Federal law doesn't bar permanent resident noncitizens from getting guns, and neither does Washington State law. But Washington law requires that noncitizens get a special alien firearm license, and the state Department of Licensing is refusing to issue such licenses:
We are unable to issue alien firearms licenses at this time.
The Federal Bureau of Investigation (FBI) has told law enforcement agencies it is against federal law to use federal databases for background checks if they share the results with a non-criminal justice agency such as the Department of Licensing. As a result:
* Law enforcement agencies cannot perform the background checks required by state law for issuing an alien firearms licenses.
* We cannot complete the application process or issue alien firearms licenses.
The NRA, the Second Amendment Foundation, and several permanent residents who live in Washington are now suing, claiming this violates the Second Amendment (which they argue is incorporated against the states via the Fourteenth Amendment) as well as the Equal Protection Clause and 42 U.S.C. § 1981. For more on the general legal theories involved, see this post of mine from three months ago. For more on the litigation, see this Seattle Post-Intelligencer article. Note that the Washington Constitution's right to bear arms is of no help to noncitizens, because — unlike some other state constitutions (e.g., Nebraska's) — the Washington Constitution secures the right only to each "individual citizen."
By the way, here's the 42 U.S.C. § 1981 theory, which my earlier post didn't discuss:
1. This statute — enacted shortly after the Civil War — provides (emphasis added), "All persons within the jurisdiction of the United States shall have the same right in every State and Territory to make and enforce contracts, to sue, be parties, give evidence, and to the full and equal benefit of all laws and proceedings for the security of persons and property as is enjoyed by white citizens, and shall be subject to like punishment, pains, penalties, taxes, licenses, and exactions of every kind, and to no other."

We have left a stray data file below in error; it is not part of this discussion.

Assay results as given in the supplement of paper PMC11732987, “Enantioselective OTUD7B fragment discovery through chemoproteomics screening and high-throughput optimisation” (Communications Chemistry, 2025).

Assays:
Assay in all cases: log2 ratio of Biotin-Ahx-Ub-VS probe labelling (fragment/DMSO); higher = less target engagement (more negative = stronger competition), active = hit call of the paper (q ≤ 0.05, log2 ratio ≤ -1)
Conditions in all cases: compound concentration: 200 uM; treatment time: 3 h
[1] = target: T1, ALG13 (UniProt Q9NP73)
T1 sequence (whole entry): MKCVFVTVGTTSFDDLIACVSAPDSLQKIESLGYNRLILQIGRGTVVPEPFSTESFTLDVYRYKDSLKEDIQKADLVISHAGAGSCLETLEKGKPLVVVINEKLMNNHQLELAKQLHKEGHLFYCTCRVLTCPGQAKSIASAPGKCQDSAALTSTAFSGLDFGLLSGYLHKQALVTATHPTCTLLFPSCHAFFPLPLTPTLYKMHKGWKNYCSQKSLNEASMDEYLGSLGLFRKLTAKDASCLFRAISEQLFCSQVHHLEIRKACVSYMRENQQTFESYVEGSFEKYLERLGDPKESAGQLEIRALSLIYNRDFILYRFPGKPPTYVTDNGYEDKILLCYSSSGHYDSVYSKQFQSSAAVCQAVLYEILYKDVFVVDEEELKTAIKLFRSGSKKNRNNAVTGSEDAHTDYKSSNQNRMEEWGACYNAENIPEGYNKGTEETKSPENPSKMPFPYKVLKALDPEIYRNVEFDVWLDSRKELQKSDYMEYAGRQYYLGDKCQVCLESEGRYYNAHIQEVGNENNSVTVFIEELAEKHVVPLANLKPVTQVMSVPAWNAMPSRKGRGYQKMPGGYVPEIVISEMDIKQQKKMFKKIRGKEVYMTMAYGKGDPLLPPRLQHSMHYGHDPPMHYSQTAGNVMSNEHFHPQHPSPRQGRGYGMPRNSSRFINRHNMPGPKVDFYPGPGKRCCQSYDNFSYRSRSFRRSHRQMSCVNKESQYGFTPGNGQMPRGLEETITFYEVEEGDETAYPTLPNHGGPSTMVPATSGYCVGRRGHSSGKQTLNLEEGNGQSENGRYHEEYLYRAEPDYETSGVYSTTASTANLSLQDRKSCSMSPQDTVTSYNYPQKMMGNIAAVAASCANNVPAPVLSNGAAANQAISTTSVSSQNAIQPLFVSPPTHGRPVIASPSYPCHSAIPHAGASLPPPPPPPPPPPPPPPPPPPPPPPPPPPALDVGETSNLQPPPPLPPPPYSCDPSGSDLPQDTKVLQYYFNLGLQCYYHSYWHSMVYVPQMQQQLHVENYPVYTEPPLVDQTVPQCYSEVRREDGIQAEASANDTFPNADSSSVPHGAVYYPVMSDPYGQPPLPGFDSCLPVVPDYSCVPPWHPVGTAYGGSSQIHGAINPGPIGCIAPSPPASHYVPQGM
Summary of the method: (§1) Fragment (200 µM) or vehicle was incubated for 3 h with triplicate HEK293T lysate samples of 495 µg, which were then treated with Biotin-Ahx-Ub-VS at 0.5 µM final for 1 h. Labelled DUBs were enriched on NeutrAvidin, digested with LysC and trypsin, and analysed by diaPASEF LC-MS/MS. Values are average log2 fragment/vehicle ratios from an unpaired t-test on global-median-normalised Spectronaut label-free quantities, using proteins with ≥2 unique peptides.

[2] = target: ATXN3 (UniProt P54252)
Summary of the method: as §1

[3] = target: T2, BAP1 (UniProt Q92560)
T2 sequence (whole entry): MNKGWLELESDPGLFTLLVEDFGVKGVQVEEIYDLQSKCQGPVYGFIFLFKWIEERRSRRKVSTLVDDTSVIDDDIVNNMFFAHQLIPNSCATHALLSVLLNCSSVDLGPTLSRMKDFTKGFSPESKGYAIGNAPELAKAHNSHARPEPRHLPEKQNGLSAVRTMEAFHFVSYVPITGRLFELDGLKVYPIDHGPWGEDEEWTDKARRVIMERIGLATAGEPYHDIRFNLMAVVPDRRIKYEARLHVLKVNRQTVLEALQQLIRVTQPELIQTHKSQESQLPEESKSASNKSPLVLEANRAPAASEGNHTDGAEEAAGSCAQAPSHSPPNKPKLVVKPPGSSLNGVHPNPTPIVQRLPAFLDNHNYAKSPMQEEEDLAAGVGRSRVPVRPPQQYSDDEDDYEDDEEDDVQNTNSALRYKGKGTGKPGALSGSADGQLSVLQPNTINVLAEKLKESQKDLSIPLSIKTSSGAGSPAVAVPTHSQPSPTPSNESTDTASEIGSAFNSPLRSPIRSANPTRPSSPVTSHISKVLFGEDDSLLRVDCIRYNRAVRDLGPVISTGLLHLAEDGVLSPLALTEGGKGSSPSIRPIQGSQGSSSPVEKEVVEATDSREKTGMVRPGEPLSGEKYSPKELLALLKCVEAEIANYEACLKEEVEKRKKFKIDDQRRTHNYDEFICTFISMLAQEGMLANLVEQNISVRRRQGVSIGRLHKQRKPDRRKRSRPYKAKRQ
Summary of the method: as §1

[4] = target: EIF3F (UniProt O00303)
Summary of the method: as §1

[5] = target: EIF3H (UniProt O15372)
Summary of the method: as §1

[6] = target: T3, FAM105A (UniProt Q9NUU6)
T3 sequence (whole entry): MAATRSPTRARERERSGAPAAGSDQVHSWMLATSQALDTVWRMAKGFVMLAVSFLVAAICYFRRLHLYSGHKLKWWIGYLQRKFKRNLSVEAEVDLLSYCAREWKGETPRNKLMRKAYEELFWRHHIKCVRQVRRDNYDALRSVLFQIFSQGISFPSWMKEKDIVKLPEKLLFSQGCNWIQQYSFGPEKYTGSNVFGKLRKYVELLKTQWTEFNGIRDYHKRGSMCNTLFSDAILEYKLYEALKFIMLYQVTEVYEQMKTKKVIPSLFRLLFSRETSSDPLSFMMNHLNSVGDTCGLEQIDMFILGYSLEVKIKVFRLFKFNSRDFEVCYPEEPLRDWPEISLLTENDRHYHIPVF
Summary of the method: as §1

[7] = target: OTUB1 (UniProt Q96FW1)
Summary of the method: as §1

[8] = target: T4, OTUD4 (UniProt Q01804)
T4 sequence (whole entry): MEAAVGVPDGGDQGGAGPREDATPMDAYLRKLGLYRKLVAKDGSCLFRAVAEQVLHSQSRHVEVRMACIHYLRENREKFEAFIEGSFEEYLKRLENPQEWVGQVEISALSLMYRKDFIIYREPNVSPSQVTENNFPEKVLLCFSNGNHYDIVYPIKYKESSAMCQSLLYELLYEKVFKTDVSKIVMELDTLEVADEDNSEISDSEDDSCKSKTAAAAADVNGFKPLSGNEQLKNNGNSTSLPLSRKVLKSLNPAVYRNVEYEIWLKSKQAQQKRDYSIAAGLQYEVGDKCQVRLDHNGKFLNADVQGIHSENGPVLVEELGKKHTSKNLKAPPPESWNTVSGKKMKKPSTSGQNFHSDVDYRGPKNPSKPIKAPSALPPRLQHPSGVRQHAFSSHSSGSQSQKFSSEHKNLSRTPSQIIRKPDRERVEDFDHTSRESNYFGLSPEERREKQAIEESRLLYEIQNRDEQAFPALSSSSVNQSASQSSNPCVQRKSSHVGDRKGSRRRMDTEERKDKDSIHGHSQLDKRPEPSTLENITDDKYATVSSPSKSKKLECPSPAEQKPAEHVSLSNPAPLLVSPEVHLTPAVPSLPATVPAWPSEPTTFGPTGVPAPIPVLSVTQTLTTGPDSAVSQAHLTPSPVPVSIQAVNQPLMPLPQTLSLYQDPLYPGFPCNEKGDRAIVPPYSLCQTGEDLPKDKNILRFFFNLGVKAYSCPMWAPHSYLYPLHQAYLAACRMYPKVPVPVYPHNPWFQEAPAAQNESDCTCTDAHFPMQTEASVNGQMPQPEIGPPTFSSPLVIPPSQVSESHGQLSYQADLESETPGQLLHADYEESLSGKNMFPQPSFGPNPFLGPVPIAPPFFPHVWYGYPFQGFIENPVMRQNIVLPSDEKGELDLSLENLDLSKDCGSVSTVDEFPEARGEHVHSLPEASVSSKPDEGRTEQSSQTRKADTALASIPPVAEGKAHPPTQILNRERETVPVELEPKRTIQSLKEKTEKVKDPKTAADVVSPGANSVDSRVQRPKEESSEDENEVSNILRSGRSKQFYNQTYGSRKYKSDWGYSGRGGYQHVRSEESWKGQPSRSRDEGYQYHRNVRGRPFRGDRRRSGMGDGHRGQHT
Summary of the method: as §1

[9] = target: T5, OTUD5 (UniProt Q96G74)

2. This doesn't just bar race discrimination, but also discrimination against noncitizens (as to the subjects involved).
3. The state constitutional provision securing a right to bear arms, and state laws related to concealed carry licenses, are "laws ... for the security of persons and property."
4. Therefore, discrimination against "lawfully admitted resident aliens" violates § 1981.
Note: Though the logic of this statutory argument might extend beyond lawfully admitted resident aliens, federal gun statutes generally bar gun possession by illegal aliens and by most aliens who have nonimmigrant visas. These statutes likely implicitly limit § 1981 as to those kinds of aliens. And even if § 1981 continues to preempt state laws limiting ownership by such non-lawful-immigrant noncitizens, federal law would make such ownership illegal and thus make the state law question largely moot.
Thanks to Venkat Balasubramani for the pointer.
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